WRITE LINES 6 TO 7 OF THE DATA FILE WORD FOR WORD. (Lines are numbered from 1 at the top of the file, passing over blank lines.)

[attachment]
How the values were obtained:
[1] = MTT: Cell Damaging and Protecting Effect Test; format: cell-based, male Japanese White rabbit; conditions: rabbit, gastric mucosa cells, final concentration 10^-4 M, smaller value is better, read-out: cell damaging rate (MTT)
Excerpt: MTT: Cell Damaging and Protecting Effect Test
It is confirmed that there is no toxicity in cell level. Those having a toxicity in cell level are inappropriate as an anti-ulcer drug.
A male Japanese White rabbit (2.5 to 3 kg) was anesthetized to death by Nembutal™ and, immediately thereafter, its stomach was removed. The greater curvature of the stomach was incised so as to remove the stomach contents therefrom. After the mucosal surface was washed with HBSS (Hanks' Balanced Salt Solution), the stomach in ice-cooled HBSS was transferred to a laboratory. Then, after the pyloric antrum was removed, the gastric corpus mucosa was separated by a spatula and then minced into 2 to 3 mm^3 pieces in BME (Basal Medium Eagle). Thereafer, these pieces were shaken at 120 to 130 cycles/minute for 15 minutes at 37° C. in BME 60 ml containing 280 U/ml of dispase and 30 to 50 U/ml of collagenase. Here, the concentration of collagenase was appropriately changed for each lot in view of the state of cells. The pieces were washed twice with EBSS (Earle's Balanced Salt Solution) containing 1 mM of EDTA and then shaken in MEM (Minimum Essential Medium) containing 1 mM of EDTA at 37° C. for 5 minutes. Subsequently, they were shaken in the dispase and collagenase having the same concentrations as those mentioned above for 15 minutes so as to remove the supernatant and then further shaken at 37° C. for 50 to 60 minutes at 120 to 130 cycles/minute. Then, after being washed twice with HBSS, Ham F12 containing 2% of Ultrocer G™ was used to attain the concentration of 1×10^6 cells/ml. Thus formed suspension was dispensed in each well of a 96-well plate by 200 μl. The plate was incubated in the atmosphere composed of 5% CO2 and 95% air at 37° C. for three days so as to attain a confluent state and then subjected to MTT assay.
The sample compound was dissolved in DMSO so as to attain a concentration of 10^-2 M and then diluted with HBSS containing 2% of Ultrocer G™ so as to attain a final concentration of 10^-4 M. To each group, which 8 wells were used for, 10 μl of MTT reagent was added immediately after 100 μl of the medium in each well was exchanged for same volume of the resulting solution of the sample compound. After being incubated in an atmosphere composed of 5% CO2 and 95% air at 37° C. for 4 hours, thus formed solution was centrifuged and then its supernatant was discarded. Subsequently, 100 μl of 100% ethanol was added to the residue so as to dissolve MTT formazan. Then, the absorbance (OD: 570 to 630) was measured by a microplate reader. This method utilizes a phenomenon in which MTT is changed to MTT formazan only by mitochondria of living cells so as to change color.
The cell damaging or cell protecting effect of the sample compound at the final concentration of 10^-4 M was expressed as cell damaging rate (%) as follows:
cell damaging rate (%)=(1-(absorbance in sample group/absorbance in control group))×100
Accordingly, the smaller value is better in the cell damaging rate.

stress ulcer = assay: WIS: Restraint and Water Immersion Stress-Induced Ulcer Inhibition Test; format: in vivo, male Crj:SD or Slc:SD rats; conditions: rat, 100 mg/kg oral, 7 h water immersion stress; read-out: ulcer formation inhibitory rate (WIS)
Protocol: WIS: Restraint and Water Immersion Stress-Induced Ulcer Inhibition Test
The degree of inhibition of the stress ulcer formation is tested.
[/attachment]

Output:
The sample compound was dissolved in DMSO so as to attain a concentration of 10^-2 M and then diluted with HBSS containing 2% of Ultrocer G™ so as to attain a final concentration of 10^-4 M. To each group, which 8 wells were used for, 10 μl of MTT reagent was added immediately after 100 μl of the medium in each well was exchanged for same volume of the resulting solution of the sample compound. After being incubated in an atmosphere composed of 5% CO2 and 95% air at 37° C. for 4 hours, thus formed solution was centrifuged and then its supernatant was discarded. Subsequently, 100 μl of 100% ethanol was added to the residue so as to dissolve MTT formazan. Then, the absorbance (OD: 570 to 630) was measured by a microplate reader. This method utilizes a phenomenon in which MTT is changed to MTT formazan only by mitochondria of living cells so as to change color.
The cell damaging or cell protecting effect of the sample compound at the final concentration of 10^-4 M was expressed as cell damaging rate (%) as follows: